On September 26, the Ontario government officially raised the speed limit on some 400 series highways to 110 km/hour as part of a traffic pilot project. While it only applies to three stretches of highway right now, the project makes Ontario the latest province with Canadian highway speed limits that are over 100 km/hour.
In officially announcing their new speed limits, the Ontario Government confirmed that "there are currently six other provinces in Canada that have posted speed limits of 110 km/h or higher on some highways."
Ontario's transportation minister, Caroline Mulroney also said in her announcement that this speed limit increase was in line with other provinces.
The specific provinces she was referring to are Alberta, Saskatchewan, Manitoba, New Brunswick, and Nova Scotia, where the highest speed limits on freeways are 110 Km/h. Then there's B.C.
While the extra raise of 10 km/hour in Ontario has been exciting news, in B.C. they have taken it one step further with top speed limits of 120 km/h on one of their freeways. This limit is in place on Highway 5, also known as the Coquihalla Highway. This limit was originally set in 2014 and applied to two other highways as well. However, after a review in 2018, the Coquihalla Highway is now the only place in all of Canada where you can legally drive 120 km/h.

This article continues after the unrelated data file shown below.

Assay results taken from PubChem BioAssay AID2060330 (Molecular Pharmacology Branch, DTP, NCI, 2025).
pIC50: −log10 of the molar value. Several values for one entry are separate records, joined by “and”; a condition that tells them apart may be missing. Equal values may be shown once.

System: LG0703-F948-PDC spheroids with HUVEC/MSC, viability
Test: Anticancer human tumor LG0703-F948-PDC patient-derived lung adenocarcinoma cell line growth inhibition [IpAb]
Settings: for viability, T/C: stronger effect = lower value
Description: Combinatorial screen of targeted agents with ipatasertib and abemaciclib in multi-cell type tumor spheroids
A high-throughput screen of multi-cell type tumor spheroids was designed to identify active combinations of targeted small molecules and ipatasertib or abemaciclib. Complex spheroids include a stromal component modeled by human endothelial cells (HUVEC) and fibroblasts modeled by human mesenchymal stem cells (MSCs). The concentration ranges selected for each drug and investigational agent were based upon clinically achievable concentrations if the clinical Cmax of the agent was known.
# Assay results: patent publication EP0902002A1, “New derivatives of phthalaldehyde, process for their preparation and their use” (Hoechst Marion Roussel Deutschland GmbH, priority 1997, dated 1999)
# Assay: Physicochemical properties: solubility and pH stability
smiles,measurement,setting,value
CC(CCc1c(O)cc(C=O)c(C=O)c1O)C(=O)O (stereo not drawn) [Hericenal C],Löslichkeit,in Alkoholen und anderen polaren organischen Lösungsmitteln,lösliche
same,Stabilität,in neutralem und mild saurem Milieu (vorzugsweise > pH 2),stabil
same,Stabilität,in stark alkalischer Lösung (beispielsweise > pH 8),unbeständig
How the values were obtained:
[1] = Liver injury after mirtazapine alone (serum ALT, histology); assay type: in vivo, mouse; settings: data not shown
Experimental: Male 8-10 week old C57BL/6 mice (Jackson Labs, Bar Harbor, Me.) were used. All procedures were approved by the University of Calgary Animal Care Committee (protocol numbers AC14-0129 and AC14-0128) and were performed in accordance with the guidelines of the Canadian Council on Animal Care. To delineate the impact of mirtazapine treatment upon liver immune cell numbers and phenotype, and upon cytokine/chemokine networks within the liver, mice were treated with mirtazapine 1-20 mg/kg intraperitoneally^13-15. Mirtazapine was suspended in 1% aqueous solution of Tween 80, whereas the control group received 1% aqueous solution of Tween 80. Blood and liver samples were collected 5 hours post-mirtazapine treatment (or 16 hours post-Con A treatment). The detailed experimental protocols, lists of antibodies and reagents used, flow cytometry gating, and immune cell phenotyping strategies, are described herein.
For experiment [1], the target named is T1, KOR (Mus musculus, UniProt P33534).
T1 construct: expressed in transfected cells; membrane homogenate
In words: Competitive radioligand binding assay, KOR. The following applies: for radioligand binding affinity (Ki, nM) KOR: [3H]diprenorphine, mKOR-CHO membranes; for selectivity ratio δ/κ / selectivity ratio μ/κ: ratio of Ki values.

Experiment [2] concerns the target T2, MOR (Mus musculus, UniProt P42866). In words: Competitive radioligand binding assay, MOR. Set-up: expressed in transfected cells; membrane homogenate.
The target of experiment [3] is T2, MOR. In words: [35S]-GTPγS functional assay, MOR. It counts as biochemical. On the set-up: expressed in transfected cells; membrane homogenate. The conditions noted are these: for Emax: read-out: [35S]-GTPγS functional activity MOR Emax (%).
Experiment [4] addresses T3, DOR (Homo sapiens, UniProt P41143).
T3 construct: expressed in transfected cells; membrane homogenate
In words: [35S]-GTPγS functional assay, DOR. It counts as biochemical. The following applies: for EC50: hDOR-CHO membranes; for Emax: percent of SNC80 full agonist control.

On the other two B.C. highways, the Okanogan Connector and the Island Highway, where 120 km/h speed limits were in place, the limits were rolled back over the risk of speed-related crashes.
A study done by UBC in 2018, discovered that on B.C. highways with 120 km/h limits, the number of deadly crashes increased by 118 per cent. Meanwhile, the number of injuries was up by 30 per cent and the number of insurance claims went up by 43 per cent.
After hearing those numbers, the government decided to dial the speed limit down to 110 km/h on those two highways.
On the other end of the spectrum, there are two places in Canada where the highest speed limits don't even crack 100 km/h. In Prince Edward Island and Nunavut, the highest speed limits are only 90 km/h.
These lower speed limits could be due to the fact that neither P.E.I or Nunavut have freeways in them.
While Ontario's latest highway increase is on par with six other provinces, experts say that it could still pose an issue. The OPP warned that for people who are unaware of the new limit increase and therefore driving below 110 km/h they could be a risk of causing a crash.
Drivers on those stretches of highway with increased limits are asked to pay attention to the traffic around them and obey the new limits.